Monday, October 12, 2015

Getting the fontNames from Swift with XCode 7.01

func fontForDisplay(atIndexPath indexPath: NSIndexPath) -> UIFont? {
    if indexPath.section == 0 {
        let familyName = familyNames[indexPath.row]
        let fontName = UIFont.fontNamesForFamilyName(familyName).first as String
        return UIFont(name: fontName, size: cellPointSize)
    } else {
        return nil

The above snippet of code is from
Beginning iPhone Development with Swift Exploring the iOS SDK
I'm trying this on el capitan and xcode 7.01, which now uses swift 2.0

The first issue is that xcode will warn you that 'String?' is not convertible to 'String'
Adding a ! to force cast and will allow the code to run. (append it to either first! or String!)

The next issue is that this is thrown: EXC_BAD_EXCEPTION
Looking at the trace, we can see

familyName = (String) "Bangla Sangam MN"
fontName = (String!) nil

So it appears that we're trying to get the first element of an empty array. I ended up with this solution:

    let fontArray: String? = UIFont.fontNamesForFamilyName(familyName).first
    let fontName = (fontArray != nil) ? fontArray! : ""

Let me know if there is a more idiomatic way of doing this with Swift 2.0

Thursday, January 8, 2015

golang: Do you need a singleton? Where are my private/public class modifiers?

Intro: Singletons can be useful, but as mentioned in other people's posts they are an anti pattern and can make testing and debugging difficult. A post on stack overflow had this short nonspecific message "Just put your variables and functions at the package level." I took this as a hint that with a little more knowledge of how go packages work, I could get a single instance of an object and have it abstracted so that modification would be difficult, if not impossible.

Let's start with three files.



package logger

import (

type logger struct {
    Timestamp int

type Togger struct {
    Timestamp int

var log = logger{Timestamp: 12345}
var Tog = Togger{Timestamp: 12345}

func (l *logger)writeInfoFile(s string) {

func (l *logger)writeErrorFile(s string) {

func Debug(s string) {

There is a logger object named log with a single timestamp field. The other thing to note is that the functions, variables and structs (golang's version of a class) can have an upper or lower case first letter.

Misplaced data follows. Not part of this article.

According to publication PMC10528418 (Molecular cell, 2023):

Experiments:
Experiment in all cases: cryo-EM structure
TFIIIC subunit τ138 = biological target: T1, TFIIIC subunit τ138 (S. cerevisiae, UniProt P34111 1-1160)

"if something starts with a capital letter that means other packages (and programs) are able to see it" -

For those us who are used to having public and private keywords in our OO language, this capital letter convention is how go restricts access. This means that Togger, Tog, and Debug() can be referred to once logger is imported in another file. While log, loger and write*() can not. This takes a little closer to our goal because we should be able to instantiate an instance of logger, and only allow specific functions to act on it.


package main

import (

func main() {
    isPublic := logger.Togger{Timestamp: 555}
    // These will cause an error
//    fmt.Println(logger.log.Timestamp)
//    isPublic := logger.logger{Timestamp: 333}

Here are some examples of how this works. Debug is a function that can be accessed after the import. It can refer to var log as it's within the same package. Trying to access logger.log directly is not allowed, while the analagous struct value logger.Tog can be called. Any attempt to init a new 'logger' object also fails.

There is one more quick check that I wanted to verify and that is to confirm the log object continues to be the only instance no matter where it is imported.


package sub

import (

func CheckingAddress() {
    logger.Debug("In SUB")

Way back in logger.go I print out the memory address of the Timestamp field.


After running main, the output is:


We get the same address so it's good.

Conclusion: I was able to create a single instance of my logger struct without resorting to a singleton and learned how go packages limit access to vars and and functions.